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Do I have to buy an annuity when I reach 75?

Annie Shaw / 22 October 2013

Since compulsory annuities were abolished, you can decide how to use your pension investment fund. But choose carefully, says Annie Shaw.

Senior woman looking at digital tablet
'Many people dislike annuities because they fear not getting their money's worth'


I’m 74 and have delayed buying a pension annuity because of the poor rates. Can I still avoid taking an annuity once I am 75, in the hope that rates might go up?


Compulsory purchase of an annuity by the age of 75 was abolished in April 2011. This means that no one who has saved money in their own pension pot – as opposed to having a pension provided for them by an employer and dependent on their final salary – is now forced to buy an annuity as they used to be. 

Now you can take money from the fund (drawdown) or leave it invested. Anything remaining in the fund on death can be left to provide a pension for a dependant or left to heirs, subject to a 55% tax charge.

The main factors in your decision will be the size of the fund, what other money you have to live on and your personal preferences. 

Drawdown is suitable only for larger funds, or for people with an alternative income. Many people dislike annuities because they fear not getting their money’s worth. More worrying in my book would be living longer than my money lasted.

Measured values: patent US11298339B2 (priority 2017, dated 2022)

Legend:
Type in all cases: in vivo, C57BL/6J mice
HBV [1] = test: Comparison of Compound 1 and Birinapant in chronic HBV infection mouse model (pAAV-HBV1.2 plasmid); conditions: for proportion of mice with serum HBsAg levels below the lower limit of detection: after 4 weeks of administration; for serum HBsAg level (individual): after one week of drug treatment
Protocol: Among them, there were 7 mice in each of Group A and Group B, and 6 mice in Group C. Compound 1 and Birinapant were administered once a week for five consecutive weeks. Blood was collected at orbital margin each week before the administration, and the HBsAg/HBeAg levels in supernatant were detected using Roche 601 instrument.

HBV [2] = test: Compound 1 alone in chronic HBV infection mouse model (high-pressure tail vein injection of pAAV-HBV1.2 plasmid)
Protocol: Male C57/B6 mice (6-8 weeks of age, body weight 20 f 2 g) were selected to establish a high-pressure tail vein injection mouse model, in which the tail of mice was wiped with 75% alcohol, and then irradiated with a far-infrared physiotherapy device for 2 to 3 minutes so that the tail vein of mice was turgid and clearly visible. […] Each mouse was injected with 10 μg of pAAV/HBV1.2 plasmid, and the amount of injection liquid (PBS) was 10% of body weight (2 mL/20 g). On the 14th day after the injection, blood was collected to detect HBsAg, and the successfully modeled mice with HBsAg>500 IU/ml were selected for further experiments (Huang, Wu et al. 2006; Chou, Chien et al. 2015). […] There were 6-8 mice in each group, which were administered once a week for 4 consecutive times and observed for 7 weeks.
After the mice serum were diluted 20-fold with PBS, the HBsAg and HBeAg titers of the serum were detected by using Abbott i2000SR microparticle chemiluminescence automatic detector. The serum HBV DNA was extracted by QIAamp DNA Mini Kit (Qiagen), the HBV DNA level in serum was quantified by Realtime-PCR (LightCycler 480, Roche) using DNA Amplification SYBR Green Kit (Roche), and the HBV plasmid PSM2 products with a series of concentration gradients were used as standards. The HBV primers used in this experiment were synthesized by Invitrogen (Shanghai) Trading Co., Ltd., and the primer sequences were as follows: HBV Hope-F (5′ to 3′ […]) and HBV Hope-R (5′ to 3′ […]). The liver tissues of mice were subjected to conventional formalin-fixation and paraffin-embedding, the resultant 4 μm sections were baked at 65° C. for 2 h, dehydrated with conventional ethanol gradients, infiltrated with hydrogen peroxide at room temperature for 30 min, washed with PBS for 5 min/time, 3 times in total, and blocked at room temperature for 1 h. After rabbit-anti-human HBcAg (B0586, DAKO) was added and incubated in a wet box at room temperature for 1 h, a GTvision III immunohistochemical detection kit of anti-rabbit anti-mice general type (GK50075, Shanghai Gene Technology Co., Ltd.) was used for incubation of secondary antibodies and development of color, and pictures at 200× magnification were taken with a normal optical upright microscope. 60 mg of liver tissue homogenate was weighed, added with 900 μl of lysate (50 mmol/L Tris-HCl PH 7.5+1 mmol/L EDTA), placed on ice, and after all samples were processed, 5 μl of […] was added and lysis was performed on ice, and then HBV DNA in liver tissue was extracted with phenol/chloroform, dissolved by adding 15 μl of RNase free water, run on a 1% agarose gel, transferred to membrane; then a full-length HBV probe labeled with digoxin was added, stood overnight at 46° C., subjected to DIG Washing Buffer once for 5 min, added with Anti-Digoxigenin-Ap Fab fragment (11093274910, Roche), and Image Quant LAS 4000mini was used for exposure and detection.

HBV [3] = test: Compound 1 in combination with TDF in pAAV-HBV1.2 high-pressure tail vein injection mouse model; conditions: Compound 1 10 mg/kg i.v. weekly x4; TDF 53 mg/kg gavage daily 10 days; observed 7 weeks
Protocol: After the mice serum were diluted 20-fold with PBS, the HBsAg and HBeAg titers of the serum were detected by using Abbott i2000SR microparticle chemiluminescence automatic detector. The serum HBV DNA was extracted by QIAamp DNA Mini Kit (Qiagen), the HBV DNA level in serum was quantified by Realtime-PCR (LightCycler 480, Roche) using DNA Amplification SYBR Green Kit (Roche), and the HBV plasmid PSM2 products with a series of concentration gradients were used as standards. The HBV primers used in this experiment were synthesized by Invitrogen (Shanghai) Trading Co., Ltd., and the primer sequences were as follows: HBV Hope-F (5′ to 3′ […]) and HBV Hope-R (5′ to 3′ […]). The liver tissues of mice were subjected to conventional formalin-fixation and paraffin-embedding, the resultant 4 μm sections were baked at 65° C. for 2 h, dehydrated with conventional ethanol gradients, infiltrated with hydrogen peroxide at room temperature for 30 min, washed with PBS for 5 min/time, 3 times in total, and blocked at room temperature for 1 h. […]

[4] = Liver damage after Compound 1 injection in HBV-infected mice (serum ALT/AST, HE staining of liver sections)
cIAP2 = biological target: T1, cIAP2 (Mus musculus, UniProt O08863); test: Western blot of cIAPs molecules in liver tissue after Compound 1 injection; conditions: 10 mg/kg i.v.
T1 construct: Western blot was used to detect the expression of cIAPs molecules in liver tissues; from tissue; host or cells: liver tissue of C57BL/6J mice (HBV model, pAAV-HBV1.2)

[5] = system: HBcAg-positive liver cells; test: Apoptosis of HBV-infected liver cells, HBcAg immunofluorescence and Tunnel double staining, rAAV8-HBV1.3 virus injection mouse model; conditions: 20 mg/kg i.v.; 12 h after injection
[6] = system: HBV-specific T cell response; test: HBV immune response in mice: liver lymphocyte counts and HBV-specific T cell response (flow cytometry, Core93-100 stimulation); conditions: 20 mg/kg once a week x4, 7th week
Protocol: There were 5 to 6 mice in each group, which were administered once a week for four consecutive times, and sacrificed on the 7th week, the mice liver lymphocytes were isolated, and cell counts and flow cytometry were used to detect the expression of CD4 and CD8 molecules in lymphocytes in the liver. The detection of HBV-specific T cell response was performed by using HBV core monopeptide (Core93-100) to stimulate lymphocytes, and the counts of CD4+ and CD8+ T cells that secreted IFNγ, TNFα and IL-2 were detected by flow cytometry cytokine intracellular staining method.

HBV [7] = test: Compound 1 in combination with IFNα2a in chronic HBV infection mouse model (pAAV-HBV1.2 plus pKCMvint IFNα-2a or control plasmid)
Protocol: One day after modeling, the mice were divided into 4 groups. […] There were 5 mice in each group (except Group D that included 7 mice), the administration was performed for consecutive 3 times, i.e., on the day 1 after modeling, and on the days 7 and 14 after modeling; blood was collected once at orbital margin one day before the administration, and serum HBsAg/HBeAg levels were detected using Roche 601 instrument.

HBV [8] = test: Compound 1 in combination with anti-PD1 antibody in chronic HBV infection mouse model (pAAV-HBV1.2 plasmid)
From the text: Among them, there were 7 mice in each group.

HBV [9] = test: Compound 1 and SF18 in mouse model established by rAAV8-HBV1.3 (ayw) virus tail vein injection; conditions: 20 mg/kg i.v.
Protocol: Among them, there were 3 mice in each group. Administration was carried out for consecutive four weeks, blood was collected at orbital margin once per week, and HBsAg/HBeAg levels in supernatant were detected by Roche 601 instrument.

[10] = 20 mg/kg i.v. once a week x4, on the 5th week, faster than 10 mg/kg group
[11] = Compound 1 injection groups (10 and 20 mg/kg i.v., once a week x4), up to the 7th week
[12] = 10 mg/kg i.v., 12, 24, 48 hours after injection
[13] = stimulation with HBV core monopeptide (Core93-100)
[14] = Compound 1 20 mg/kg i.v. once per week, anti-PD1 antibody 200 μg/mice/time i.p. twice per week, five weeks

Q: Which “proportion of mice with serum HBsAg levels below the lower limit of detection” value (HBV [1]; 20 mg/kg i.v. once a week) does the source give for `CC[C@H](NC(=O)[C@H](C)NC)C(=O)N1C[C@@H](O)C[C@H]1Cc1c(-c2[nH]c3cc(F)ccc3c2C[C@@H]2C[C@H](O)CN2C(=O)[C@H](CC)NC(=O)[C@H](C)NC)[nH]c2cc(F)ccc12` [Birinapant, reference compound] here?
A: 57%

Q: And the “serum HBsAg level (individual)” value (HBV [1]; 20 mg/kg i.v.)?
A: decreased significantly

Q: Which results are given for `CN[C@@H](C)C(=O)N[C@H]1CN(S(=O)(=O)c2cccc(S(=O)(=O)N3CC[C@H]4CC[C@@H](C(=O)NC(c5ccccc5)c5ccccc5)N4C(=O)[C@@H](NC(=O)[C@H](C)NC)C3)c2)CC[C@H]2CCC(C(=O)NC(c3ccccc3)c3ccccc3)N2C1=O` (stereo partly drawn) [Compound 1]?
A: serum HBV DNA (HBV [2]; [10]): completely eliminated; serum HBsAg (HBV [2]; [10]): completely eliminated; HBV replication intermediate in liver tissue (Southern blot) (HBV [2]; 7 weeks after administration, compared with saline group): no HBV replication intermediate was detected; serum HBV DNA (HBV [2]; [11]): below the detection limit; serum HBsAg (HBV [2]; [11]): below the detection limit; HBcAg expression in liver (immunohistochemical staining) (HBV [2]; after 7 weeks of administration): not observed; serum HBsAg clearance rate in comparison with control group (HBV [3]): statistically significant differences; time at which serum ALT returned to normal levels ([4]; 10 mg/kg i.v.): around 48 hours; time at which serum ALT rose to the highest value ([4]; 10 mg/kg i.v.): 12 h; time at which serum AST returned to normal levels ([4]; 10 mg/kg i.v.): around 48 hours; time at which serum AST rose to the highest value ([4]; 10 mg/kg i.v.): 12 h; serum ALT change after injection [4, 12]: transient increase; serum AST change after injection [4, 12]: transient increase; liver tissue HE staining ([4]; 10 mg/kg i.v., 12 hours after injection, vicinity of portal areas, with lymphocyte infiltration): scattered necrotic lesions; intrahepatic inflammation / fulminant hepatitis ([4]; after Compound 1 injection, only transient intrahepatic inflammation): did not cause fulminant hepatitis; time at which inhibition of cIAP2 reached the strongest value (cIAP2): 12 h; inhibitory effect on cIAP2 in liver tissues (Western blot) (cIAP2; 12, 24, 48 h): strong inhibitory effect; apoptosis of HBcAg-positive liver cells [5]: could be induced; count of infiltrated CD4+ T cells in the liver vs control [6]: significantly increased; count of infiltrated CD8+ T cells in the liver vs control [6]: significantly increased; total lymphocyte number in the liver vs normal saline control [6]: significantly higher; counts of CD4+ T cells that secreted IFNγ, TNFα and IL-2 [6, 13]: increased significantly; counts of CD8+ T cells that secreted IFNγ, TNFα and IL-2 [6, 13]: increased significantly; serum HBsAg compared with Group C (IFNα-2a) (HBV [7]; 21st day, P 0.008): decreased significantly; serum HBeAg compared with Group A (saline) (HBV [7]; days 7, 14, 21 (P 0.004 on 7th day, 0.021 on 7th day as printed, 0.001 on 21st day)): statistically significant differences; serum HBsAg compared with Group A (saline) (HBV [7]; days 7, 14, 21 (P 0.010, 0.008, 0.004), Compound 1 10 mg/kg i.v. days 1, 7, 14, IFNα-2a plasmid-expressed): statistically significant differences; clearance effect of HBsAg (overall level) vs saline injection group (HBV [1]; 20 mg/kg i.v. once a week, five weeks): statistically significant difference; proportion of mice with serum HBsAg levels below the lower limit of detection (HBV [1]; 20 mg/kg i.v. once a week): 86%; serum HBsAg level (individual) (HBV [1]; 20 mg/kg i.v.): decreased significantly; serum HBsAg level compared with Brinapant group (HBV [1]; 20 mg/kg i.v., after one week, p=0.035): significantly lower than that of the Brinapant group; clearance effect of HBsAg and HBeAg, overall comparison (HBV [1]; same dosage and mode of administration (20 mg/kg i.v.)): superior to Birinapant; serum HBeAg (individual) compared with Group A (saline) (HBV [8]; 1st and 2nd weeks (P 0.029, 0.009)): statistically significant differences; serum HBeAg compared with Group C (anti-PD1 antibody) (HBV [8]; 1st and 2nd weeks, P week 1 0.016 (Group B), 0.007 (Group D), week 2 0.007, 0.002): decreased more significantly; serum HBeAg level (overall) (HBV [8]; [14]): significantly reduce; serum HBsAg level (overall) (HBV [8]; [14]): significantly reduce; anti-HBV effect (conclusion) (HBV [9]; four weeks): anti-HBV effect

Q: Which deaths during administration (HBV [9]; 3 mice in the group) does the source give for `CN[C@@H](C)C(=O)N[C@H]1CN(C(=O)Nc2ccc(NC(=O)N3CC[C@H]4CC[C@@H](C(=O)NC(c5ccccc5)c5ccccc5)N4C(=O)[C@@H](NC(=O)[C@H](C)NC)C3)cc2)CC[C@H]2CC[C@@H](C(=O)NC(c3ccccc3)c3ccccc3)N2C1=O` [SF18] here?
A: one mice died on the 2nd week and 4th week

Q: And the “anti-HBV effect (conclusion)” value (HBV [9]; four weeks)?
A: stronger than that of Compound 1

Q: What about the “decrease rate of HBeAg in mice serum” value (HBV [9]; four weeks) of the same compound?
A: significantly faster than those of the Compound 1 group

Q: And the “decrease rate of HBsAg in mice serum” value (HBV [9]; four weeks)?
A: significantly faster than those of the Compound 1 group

An annuity guarantees you an income for life – albeit with increasingly depleted spending power unless you choose one with index-linking. While the drawdown rules protect the duration of your income, its level is not guaranteed.

Don't under-estimate your life expectancy

So, whether you want to try to ‘beat the system’ and leave money for your heirs, or be certain that your cash lasts as long as you do is a personal choice. Don’t, however, underestimate how long you may live. In recent decades, life expectancy for a 65-year-old has been rising at a rate of 4-5 hours per day. At the age of 75, a woman can expect to live an average of 13.3 years and a man 11.8 years. That’s an average - you could live longer. 

If you intend to take an annuity but delay to see if rates improve, you could also lose out. While it is true that rates have ticked up a little at the time of writing, experts counsel against delaying too long. 

Although you could see a slight improvement in the rate you are offered as a result of economic factors and your advancing age, increasing longevity and regulatory pressures continue to bear down on rates. Meanwhile, every day that passes is income forgone, so the fact that you haven’t made withdrawals yet could be funding much of any uplift.

If you choose the annuity route, opt for the best type for your need - one, say, that provides income for a widowed spouse or increases with inflation. If you have medical or lifestyle issues you may also get a better rate, because you would not be expected to live as long as someone with no health problems.


The opinions expressed are those of the author and are not held by Saga unless specifically stated. The material is for general information only and does not constitute investment, tax, legal, medical or other form of advice. You should not rely on this information to make (or refrain from making) any decisions. Always obtain independent, professional advice for your own particular situation.